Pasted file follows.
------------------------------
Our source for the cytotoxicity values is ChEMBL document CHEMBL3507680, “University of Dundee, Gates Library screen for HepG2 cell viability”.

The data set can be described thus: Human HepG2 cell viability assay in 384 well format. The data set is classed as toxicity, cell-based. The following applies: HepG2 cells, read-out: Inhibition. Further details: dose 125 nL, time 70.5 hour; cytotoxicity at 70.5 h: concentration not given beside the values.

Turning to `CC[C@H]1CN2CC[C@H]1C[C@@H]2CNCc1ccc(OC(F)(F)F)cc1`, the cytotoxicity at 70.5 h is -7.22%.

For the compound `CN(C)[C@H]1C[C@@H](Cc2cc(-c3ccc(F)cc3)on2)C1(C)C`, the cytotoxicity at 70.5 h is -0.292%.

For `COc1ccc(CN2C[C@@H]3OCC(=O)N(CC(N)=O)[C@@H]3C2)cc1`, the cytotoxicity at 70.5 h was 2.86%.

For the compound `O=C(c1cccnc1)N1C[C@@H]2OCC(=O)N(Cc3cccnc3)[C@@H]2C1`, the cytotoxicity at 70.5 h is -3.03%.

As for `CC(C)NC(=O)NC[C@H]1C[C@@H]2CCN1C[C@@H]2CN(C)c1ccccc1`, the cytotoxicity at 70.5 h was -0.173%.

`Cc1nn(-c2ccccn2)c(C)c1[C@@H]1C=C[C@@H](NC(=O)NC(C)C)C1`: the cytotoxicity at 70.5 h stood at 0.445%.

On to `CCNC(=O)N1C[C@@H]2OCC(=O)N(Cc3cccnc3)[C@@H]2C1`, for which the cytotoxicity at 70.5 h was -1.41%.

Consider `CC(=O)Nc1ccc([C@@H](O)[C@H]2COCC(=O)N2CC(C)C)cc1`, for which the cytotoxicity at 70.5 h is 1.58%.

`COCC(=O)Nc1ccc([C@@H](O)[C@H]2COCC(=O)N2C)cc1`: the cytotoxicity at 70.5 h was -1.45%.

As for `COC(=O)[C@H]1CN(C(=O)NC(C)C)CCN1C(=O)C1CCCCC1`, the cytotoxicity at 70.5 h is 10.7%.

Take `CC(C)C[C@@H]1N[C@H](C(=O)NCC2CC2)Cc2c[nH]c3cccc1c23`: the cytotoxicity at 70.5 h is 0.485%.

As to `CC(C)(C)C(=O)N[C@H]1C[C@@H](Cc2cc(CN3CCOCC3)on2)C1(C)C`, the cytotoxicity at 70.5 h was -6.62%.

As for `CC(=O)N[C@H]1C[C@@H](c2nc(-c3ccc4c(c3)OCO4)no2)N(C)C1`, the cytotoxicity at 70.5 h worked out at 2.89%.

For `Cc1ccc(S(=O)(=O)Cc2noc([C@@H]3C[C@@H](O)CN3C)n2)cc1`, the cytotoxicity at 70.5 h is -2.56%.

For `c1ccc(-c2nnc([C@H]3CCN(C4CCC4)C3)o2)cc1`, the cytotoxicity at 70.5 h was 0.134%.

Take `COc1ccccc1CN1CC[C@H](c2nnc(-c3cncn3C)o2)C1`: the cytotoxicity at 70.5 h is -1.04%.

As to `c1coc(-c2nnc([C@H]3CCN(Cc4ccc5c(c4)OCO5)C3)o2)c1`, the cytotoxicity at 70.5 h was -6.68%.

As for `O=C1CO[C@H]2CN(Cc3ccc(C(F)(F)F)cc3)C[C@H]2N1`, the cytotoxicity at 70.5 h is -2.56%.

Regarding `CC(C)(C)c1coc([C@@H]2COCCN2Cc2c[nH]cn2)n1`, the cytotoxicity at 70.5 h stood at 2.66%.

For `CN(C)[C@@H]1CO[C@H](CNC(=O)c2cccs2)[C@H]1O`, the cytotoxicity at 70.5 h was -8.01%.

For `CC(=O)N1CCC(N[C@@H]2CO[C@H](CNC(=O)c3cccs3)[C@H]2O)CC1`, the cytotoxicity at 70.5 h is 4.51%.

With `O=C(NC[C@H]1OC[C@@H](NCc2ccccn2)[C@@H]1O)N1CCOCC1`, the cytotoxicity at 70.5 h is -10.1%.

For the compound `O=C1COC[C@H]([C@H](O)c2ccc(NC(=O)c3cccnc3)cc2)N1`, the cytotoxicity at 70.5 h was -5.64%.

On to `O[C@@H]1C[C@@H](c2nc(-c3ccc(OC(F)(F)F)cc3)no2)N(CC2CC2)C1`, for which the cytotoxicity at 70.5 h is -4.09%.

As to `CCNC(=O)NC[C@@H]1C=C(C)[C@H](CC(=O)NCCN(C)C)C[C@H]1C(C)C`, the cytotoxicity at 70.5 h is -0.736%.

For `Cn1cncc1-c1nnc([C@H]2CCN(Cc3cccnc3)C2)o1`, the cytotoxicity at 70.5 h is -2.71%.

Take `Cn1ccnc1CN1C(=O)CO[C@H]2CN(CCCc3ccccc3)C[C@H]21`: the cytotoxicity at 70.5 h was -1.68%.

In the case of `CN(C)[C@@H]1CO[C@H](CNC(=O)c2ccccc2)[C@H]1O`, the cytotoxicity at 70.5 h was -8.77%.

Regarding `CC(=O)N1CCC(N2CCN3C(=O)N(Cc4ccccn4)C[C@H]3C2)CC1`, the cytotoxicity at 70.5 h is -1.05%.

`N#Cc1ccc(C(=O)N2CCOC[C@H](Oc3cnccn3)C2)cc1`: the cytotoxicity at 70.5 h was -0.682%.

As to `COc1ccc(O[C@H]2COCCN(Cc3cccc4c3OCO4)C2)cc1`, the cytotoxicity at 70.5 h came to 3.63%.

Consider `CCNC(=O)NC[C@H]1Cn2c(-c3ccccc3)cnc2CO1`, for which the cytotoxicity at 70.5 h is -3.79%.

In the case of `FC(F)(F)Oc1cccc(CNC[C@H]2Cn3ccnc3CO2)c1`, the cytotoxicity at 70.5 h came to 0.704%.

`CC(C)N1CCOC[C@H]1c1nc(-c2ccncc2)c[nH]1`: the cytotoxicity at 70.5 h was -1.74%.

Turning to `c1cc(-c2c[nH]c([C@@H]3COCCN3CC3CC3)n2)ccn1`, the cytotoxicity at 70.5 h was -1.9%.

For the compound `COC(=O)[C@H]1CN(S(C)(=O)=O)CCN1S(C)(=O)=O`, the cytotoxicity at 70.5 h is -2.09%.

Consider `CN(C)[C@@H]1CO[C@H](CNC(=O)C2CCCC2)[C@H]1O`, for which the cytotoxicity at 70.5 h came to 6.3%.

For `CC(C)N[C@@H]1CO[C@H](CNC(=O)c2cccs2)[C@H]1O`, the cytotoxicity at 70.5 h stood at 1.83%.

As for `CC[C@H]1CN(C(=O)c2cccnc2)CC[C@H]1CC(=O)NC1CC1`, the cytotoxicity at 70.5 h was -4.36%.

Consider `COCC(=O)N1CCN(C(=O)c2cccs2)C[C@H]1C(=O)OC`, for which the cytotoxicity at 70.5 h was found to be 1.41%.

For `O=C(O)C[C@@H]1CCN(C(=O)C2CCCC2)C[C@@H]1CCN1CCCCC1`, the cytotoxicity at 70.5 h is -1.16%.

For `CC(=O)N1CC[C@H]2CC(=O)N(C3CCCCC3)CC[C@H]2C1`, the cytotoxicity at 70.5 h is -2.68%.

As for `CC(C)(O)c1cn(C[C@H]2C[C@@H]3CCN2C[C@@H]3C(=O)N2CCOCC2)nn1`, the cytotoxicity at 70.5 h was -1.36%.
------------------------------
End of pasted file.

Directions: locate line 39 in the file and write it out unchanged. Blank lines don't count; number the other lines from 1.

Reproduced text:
Consider `CN(C)[C@@H]1CO[C@H](CNC(=O)C2CCCC2)[C@H]1O`, for which the cytotoxicity at 70.5 h came to 6.3%.